Pensioners buoyed as Bank of England increases interest rate AGAIN

Bank of England 'asleep at the wheel' on inflation says Carver

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The latest news from the central bank could be good for some, but worrying for others. Today, the Bank of England said: “The Bank of England’s Monetary Policy Committee (MPC) sets monetary policy to meet the two percent inflation target, and in a way that helps to sustain growth and employment.

“At its meeting ending on June 15 2022, the MPC voted by a majority of 6-3 to increase Bank Rate by 0.25 percentage points, to 1.25 percent. 

“Those members in the minority preferred to increase Bank Rate by 0.5 percentage points, to 1.5 percent.”

It is the fifth consecutive rise the central bank has enacted, as inflation continues to soar. 

Pensioners who are saving money may be buoyed by today’s base rate decision, but only if the rise is passed on by the banks.

With the state pension rising 3.1 percent this year, but still failing to keep pace with inflation, older people are essentially losing money in real terms.

A potential rise to interest rates could therefore be good news as it will help people to increase their cash savings.

For those looking to purchase an annuity, the news of a base rate hike is likely to be fantastic.

An annuity offers individuals a guaranteed, regular income in retirement.

Individuals can purchase this product using the entirety, or part of their pension pot. 

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Annuities have suffered years of poor rates, but have been on the rise recently, and could be boosted by today’s decision.

Helen Morrissey, senior pensions and retirement analyst at Hargreaves Lansdown, said: “The last time we saw rates this high was almost eight years ago and there’s every chance we will see incomes breach £6,000 in the coming weeks.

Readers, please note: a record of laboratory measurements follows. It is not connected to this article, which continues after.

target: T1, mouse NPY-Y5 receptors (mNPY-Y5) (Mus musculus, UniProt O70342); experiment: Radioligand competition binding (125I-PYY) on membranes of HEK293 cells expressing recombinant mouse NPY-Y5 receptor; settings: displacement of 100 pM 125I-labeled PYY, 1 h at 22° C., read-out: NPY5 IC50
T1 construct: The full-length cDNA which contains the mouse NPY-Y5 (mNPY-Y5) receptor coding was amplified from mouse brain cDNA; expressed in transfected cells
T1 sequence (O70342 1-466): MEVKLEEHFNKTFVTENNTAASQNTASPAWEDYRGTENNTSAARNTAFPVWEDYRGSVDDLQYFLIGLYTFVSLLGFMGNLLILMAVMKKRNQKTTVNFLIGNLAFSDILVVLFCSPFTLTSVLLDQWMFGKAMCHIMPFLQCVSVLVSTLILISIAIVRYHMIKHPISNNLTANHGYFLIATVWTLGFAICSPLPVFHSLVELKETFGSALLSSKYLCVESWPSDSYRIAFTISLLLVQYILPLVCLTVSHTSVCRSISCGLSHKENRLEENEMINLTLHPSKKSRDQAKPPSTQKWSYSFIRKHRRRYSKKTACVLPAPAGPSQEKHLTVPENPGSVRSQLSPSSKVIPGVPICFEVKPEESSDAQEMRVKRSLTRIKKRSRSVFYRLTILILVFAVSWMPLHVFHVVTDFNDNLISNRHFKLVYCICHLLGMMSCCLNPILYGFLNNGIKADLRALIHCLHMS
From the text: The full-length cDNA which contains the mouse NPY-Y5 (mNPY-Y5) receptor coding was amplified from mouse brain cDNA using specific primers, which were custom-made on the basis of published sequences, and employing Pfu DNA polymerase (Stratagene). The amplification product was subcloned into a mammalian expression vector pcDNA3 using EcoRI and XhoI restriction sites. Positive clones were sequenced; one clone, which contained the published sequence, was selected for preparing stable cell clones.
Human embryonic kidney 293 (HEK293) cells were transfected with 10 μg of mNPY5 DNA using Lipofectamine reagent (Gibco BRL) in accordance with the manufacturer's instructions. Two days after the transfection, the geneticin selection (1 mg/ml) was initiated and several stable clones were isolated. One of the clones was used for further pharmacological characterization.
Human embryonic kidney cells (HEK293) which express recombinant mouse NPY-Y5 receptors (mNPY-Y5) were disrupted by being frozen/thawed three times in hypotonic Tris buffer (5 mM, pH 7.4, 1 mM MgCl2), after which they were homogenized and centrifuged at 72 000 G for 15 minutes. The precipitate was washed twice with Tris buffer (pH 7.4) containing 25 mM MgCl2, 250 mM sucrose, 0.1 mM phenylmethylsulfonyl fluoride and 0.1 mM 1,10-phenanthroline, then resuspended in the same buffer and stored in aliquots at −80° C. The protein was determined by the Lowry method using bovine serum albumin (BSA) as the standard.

“The major criticism of annuities is around their flexibility. Once bought an annuity cannot be unwound and so people feel they miss out on the potential for higher rates later. 

“However, there is no obligation to annuitise your whole pension on one day, you can annuitise in stages throughout your retirement.”

Andrew Megson, executive chairman of My Pension Expert, however, said things may not be all good for pensioners and pension savers.

He commented: “This boost in interest rates is unlikely to offer any meaningful comfort.

“Remaining calm in the face of volatility is absolutely crucial – panic could result in people making snap decisions and cause permanent damage to their future finances.

“Reviewing one’s retirement strategy as early as possible would certainly be advisable. So too, would exploring all avenues with the help of an independent financial adviser. 

“Indeed, options such as flexible-access drawdowns and riskier investments offering better returns could help Britons to best protect their hard-saved cash and hold its value against inflation – the key will be to utilise the expertise of an adviser to ensure Britons are choosing the option that best suits their needs.”

More to follow…

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